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BLOG: Let’s look past the housing bubble melodrama

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Worrying about a UK housing bubble is a tad melodramatic, says Robin Johnson of KFH Chartered Surveyors.
BLOG: Let’s look past the housing bubble melodrama

I recently wrote that a house price bubble is a long way off. A quick trawl through some of the recent indices illustrates that the facts squarely support this view. But the different methodologies of the various reports don’t make it easy.

At first glance, the most recent headlines from the Office for National Statistics (ONS) support the boom theory. On the face of it, UK house prices have risen to a record level, and the average price of a house or flat in the UK is now £247,000, according to the ONS, giving the highest figure since the index was first calculated in 1968.

But look more closely and once again big variations around the UK have been revealed. London price rises in the year to August, at 8.7%, were more than double the next biggest increase of 3.8% in the East Midlands.

Prices across the UK rose by 3.8% in the year to August 2013, up from 3.3% in July. However, excluding London and the South East, prices rose by just 2.1%.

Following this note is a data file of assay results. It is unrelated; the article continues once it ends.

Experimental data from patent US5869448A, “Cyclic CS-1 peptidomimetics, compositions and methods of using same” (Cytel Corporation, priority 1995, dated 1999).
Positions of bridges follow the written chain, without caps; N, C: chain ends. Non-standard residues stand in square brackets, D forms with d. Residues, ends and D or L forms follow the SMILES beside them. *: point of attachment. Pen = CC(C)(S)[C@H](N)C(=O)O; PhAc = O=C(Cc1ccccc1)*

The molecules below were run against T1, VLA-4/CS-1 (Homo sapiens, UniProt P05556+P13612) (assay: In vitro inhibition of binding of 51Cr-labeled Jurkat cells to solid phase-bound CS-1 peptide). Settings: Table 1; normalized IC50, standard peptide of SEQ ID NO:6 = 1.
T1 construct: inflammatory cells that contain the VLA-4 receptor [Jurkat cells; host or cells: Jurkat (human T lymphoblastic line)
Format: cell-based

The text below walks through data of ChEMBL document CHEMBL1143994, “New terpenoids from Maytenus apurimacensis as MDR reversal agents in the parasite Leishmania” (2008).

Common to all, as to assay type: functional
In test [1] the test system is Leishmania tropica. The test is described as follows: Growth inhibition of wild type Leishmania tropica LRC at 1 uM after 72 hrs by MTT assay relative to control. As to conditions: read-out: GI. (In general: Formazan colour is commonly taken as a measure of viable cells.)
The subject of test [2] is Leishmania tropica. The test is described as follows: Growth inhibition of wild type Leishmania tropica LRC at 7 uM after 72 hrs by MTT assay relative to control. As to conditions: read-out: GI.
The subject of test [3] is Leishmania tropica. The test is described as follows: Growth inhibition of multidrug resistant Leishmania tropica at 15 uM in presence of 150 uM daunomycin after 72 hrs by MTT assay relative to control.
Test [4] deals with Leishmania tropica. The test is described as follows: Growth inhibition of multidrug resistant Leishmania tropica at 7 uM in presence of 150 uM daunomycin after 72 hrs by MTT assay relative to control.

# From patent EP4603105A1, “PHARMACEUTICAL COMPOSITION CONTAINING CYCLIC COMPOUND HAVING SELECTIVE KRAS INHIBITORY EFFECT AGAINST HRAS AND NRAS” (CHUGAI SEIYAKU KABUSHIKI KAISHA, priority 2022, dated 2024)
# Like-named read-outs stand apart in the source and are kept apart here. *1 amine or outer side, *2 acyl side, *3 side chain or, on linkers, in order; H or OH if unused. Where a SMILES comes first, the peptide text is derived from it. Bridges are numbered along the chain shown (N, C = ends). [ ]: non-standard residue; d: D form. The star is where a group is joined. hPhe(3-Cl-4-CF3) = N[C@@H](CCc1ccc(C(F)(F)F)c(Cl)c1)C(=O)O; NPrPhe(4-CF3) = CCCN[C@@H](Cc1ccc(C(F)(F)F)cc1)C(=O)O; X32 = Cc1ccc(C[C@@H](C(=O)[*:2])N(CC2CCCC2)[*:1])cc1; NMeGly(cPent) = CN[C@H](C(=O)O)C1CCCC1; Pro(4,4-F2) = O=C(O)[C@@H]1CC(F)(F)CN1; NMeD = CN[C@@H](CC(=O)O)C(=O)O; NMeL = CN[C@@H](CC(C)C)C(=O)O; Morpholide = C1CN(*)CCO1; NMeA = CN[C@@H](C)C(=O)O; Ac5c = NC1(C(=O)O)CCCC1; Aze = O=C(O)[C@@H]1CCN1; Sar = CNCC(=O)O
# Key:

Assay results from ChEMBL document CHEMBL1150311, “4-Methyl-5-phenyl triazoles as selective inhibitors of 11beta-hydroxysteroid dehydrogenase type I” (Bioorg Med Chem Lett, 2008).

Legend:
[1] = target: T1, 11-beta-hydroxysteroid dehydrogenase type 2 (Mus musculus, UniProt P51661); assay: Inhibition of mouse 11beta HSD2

Up against this data are the surveys from the Halifax and Nationwide that indicate house prices are still well below record levels. Halifax reported that the average price of a house was £170,733, nearly £30,000 short of the peak seen in July 2007.

What’s in a methodology? Well the ONS index is calculated on actual transaction prices, whereas the Halifax and Nationwide use mortgage approvals, which will discount the outlier of foreign investors making London cash purchases. The ONS figures mean expensive properties in London get a larger weighting in their calculations. The number of transactions is also well below that seen at the height of the housing boom.

Shelter recently stated that without control of house prices most people in their 20s will stand less than a 50% chance of ever owning a property to live in. This is melodramatic however it does raise an interesting point.

Though there is clearly not a UK-wide boom, the fact that first-time buyers are paying nearly 5% more on average does mean the time may have come to shift the debate from mortgage availability, which has been the focus of fiscal initiatives such as Help to Buy, back to affordability.

Robin Johnson is managing director of KFH Chartered Surveyors

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